This section is a visual index of exercises and services that have been used
The above image shows an example of the front page of A+ at Aalto University. The front page has two sections. The upper section shows
course instances which the logged-in user is currently; enrolled in, teaching
or assisting. The lower section shows all ongoing and recently ended courses.
Each course has optional image, name, instance name, course code and teaching schedule.
All courses have a green “Aalto” tag to indicate that the course is for Aalto University students.
The “Data Structures and Algorithms” -course has also a blue “MOOC” tag to indicate
that the course is also a massive open online course.
Sections 7.1 Setting up a course on production servers
and 7.2 Course settings describe these in detail.
A JSVEE exercise is a slideshow of program execution. This particular
example is from the Data Structures and Algorithms Y course, which shows
how a factorial function in Python is executed.
A JSAV exercise is an visual algorithm simulation exercise. The student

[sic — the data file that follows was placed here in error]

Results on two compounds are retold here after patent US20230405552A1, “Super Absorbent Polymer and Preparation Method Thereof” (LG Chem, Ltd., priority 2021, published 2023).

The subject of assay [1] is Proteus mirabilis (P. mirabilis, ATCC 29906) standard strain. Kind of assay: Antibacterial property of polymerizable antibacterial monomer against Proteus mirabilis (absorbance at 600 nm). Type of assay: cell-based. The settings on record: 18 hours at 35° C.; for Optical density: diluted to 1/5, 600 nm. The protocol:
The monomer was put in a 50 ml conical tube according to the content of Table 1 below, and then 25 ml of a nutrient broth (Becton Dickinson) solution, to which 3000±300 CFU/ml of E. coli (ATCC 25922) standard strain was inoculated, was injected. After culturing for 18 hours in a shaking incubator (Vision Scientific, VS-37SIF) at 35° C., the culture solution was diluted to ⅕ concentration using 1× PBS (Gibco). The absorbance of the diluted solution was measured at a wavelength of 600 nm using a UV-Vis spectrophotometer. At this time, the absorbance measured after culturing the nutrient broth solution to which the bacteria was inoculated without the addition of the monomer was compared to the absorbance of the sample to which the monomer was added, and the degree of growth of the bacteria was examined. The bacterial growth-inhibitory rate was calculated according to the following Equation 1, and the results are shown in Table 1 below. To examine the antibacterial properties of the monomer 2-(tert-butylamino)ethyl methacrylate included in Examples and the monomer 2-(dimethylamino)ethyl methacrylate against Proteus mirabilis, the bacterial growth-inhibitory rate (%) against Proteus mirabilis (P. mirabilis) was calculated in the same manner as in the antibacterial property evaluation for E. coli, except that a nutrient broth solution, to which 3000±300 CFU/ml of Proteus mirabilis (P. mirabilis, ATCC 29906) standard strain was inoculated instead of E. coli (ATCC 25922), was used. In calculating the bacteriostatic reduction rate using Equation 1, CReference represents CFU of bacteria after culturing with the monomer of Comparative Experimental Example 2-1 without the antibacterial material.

manipulates a data structure with given input data according to instructions
by pointing and clicking with the mouse. This particular example is about
inserting elements to a minimum heap.
A relational algebra exercise on the Databases course. The student
constructs a database query in relational algebra, which is then
A Programming exercise with graphical output. This is a hard exercise
from the course Data Structures and Algorithms Y, where the student
writes a Python program that draws a bitmap fractal similar to
The picture shows the feedback for the student from the automatic grader.
There are Python unit tests which give points, and also visual comparison
of the outputs of the student’s program and the correct solution.
describes how to create Python programming exercises.
Lab Queue (Neuvontajono) is a service used during computer exercise
sessions, which students use to request help from a teaching assistant
at the session.
Rubyric is a tool for manual grading using rubrics.
The teacher creates a rubric,
a grading template with scores and feedback text snippets. Then the students
submits their essays and the teacher can grade them efficiently and
consistently, possibly with additional remarks. Rubyric also supports
group submissions and peer grading.
Radar is a submission similarity matcher
that helps detect plagiarism in programming exercises. The figure shows a
comparison view for two submissions for the same programming exercise.